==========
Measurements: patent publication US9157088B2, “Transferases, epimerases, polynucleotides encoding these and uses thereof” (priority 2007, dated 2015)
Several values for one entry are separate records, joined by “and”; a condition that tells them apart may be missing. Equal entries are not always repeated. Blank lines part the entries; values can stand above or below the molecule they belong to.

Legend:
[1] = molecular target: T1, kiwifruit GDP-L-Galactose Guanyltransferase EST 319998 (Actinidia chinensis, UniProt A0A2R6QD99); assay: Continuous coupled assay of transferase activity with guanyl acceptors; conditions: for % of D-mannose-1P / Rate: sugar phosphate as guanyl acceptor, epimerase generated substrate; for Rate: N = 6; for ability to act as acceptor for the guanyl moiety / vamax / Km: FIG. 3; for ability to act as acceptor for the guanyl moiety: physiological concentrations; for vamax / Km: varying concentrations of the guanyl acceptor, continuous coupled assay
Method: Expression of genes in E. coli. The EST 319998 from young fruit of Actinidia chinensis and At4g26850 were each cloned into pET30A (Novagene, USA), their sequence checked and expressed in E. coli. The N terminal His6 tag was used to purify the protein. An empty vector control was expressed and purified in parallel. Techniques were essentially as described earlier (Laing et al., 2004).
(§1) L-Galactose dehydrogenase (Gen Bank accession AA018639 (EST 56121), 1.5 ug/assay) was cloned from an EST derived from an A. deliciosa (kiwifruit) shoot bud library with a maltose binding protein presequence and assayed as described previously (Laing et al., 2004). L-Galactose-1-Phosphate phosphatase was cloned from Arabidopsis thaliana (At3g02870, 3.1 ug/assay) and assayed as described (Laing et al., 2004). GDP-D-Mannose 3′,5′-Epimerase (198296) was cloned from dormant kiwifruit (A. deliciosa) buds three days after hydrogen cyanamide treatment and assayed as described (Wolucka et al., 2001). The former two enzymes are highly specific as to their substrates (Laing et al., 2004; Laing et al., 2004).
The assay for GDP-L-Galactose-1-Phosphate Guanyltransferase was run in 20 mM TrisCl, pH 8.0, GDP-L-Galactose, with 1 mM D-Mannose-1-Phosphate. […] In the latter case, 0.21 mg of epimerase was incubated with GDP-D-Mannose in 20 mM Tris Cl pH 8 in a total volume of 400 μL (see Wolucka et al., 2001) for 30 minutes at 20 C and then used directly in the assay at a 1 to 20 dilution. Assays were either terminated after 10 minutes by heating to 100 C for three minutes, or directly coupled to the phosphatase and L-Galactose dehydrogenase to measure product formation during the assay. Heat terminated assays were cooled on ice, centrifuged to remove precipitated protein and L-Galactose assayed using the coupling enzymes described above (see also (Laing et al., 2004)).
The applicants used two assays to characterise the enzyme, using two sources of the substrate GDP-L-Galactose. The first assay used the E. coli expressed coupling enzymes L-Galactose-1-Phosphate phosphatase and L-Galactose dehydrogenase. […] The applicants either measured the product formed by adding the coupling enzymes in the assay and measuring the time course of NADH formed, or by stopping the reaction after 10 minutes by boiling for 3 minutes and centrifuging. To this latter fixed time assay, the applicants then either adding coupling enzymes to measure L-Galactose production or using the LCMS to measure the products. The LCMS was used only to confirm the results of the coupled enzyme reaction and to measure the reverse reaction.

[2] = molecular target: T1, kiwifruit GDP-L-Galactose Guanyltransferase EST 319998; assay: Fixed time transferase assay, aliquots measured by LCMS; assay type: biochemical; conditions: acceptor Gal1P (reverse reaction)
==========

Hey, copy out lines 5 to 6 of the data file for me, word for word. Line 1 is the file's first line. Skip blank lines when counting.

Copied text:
Method: Expression of genes in E. coli. The EST 319998 from young fruit of Actinidia chinensis and At4g26850 were each cloned into pET30A (Novagene, USA), their sequence checked and expressed in E. coli. The N terminal His6 tag was used to purify the protein. An empty vector control was expressed and purified in parallel. Techniques were essentially as described earlier (Laing et al., 2004).
(§1) L-Galactose dehydrogenase (Gen Bank accession AA018639 (EST 56121), 1.5 ug/assay) was cloned from an EST derived from an A. deliciosa (kiwifruit) shoot bud library with a maltose binding protein presequence and assayed as described previously (Laing et al., 2004). L-Galactose-1-Phosphate phosphatase was cloned from Arabidopsis thaliana (At3g02870, 3.1 ug/assay) and assayed as described (Laing et al., 2004). GDP-D-Mannose 3′,5′-Epimerase (198296) was cloned from dormant kiwifruit (A. deliciosa) buds three days after hydrogen cyanamide treatment and assayed as described (Wolucka et al., 2001). The former two enzymes are highly specific as to their substrates (Laing et al., 2004; Laing et al., 2004).